The subscriber picks some part of a tree. For example by specifiing subtree with the root in one of the nodes like Player1/Room/* ,would subscribe us to all Players1's room's event, and Player1/Creature/Kobold/#3 would subscribe to Players' third kobold's event.
Does such event system make sense to you ? I have many implementation details to ask as well, but first let's start some general discussion.
<<<<

Note1: Notice that in the case of a fight between two creatues fight , the creature being attacked would have to throw an event, becuase it is HE/SHE/IT who have its domain address. So that would be BeingAttackedEvent() etc. I will edit that post if some other reflections on this would come out.
Note2: the existing class hierarchy might be used to get the domains addresses being build in constructor . In a ctor you would just add + ."className" to domain address. If you are in a class'es hierarchy leaf constructor one might use nextID , hash or any other charactteristic, just to make the addresses distinguishable .
Note3:subscribing to all entity's Events would require knowledge of all possible events produced by this entity . This could be done in one function call, but information on E produced would have to be handled for every Entity.
SmartNote4 : Finding proper subscribers in a tree would be easy. One would start in particular Leaf for example Player1/Creature/Kobold/#3 and go up one parent a time , notifiying each Subscriber in a Node ie. : Player1/Creature/Kobold/* , Player1/Creature/* , Player1/* etc, , up to a root that is /* .
Note5: The Event system was needed to have some way of incorporating Angelscript code into application. So the Event dispatcher was to be a gate to A-script functions. But it came out to this one.

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I'd argue that rather than considering any Singleton like approach, consider your Event objects as dynamic, which are allocated and deallocated depending upon game play needs. For example, the Event Subsystem itself is merely a mediator which acts as a conduit to transfer heterogenious data between stuff in your application. These events you allocate shouldn't be considered singletons as their lifetime doesn't conicide with the lifetime of the game itself. And just because you only want 1 of a particular object doesn't necessitate the need for singleton patterns either.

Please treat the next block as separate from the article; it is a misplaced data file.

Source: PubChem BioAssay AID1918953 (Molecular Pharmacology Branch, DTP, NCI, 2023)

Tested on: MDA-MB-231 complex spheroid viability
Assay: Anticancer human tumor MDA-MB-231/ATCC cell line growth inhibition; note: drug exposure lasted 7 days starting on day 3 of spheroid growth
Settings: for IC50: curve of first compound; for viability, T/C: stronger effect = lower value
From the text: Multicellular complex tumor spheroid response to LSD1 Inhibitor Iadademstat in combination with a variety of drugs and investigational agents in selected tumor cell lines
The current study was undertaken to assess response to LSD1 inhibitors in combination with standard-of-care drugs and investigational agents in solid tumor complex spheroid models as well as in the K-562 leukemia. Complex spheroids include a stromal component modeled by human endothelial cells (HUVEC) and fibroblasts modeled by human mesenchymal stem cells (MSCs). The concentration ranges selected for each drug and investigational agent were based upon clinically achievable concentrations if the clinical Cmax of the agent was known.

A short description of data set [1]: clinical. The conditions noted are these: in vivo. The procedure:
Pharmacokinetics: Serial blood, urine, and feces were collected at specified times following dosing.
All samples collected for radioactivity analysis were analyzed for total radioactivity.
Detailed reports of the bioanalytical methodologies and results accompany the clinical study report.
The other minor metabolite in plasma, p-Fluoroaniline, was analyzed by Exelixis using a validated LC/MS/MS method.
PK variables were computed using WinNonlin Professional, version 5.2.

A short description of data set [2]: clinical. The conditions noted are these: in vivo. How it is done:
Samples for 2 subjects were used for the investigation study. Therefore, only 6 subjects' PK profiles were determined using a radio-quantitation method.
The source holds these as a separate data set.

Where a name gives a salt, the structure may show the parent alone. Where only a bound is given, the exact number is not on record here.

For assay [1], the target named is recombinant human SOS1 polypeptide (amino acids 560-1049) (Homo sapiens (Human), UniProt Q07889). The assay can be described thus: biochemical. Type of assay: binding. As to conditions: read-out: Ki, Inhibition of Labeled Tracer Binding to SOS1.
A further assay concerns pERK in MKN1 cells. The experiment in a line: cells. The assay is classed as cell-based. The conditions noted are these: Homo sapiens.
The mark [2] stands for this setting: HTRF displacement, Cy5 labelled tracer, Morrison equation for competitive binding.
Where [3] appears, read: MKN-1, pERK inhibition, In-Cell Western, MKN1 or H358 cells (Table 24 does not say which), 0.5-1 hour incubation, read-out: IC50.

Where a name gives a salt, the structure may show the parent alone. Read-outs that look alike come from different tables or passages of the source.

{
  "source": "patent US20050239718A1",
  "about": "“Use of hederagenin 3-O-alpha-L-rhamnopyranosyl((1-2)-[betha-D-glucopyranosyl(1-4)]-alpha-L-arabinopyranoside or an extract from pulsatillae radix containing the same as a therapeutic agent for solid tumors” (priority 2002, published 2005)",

As for "Domains", I truly don't see the need for them as I feel it just over complicates what should be an efficient and easy "dispatcher" paradigm. if I want to subscribe to messages in player 1's room, its most likely because I joined his or her room to begin with. So why not have whatever mechanism creates Player 1's room to start simply allocate a Player1Room event handle. Every other subsequent join to the room would be given the same handle, allowing everyone to send/receive events without the need for some hierarchical approach.

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Domains where to allow on listening for intresting events caused by particular entities' group of interest. A noble example : after a creature falls dead we might want our minions to take it to mortuary . That is I would like to listen to all DeathEvent in Player1/Creatures/Mortal/*. Opposite of this would be subscribing each new minion to all exisiting creature DeathEvent, and subscribe whenever there is a new "mortal" creature as well. Edited by paul424

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Domains are maybe not as nessecery for their own being, but better would be system of quantifiers of events , as much possible orthogonal , like "Creature" , "Attack" , "Death", "Dissappear " etc.